No effect of blue on winning contests in judo

Peter D. Dijkstra, Paul T.Y. Preenen

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28 Scopus citations


A study by Rowe et al. reported a winning bias for judo athletes wearing a blue outfit relative to those wearing a white one during the 2004 Olympics. It was suggested that blue is associated with a higher likelihood of winning through differential effects of colour on opponent visibility and/or an intimidating effect on the opponent. However, we argue that there is no colour effect on winning in judo. We show that alternative factors, namely allocation biases, asymmetries in prior experience and differences in recovery time are possible confounding factors in the analysis of Rowe et al. After controlling for these factors, we found no difference in blue and white wins. We further analysed contest outcomes of 71 other major judo tournaments and also found no winning bias. Our findings have implications for sports policy makers: they suggest that a white-blue outfit pairing ensures an equal level of play.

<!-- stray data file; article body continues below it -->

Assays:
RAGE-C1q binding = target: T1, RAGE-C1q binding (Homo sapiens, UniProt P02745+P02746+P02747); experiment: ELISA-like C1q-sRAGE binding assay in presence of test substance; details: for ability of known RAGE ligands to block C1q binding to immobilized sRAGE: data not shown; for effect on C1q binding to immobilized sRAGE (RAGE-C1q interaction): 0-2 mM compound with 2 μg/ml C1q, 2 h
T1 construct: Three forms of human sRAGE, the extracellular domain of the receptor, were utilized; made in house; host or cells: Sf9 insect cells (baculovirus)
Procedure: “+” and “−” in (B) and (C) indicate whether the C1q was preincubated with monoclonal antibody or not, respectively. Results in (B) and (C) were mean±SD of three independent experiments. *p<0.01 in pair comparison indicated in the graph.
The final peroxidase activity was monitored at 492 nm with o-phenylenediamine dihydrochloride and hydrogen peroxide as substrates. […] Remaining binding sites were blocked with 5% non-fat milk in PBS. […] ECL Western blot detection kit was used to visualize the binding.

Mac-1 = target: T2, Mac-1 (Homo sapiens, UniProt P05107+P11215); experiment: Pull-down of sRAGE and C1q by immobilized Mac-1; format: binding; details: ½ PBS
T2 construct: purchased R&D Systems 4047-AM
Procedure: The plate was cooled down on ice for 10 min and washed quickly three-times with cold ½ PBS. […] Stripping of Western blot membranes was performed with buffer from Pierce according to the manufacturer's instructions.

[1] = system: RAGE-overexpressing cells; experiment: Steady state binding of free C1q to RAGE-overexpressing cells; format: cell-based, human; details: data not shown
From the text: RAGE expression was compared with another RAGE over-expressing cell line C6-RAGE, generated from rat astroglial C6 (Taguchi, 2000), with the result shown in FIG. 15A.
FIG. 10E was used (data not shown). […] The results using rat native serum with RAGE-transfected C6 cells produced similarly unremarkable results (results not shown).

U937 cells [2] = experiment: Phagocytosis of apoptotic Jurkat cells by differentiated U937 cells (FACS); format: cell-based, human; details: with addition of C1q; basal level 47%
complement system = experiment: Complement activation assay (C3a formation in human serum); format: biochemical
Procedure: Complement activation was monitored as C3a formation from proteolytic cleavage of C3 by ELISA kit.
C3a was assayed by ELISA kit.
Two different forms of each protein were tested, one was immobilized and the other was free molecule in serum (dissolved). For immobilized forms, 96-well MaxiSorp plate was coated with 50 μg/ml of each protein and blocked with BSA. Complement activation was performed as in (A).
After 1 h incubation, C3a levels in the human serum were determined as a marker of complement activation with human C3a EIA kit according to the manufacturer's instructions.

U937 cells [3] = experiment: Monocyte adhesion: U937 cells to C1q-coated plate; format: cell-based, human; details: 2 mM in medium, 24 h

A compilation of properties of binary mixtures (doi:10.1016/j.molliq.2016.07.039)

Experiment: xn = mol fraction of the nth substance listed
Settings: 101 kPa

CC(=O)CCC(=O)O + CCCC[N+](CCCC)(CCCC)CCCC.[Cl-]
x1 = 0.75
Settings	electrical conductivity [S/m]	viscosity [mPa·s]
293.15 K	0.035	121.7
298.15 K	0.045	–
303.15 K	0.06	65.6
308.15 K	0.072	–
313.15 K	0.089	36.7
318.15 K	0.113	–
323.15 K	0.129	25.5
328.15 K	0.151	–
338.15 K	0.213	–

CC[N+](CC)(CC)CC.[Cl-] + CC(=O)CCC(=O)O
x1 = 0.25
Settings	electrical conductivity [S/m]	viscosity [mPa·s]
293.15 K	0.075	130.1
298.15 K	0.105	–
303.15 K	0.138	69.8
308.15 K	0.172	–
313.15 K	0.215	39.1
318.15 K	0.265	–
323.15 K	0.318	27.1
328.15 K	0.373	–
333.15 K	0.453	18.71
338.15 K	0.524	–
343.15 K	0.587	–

Original languageEnglish
Pages (from-to)1157-1162
Number of pages6
JournalProceedings of the Royal Society B: Biological Sciences
Issue number1639
StatePublished - May 22 2008


  • Aggression
  • Competition outcome
  • Human performance
  • Judo
  • Sexual selection
  • Status signalling


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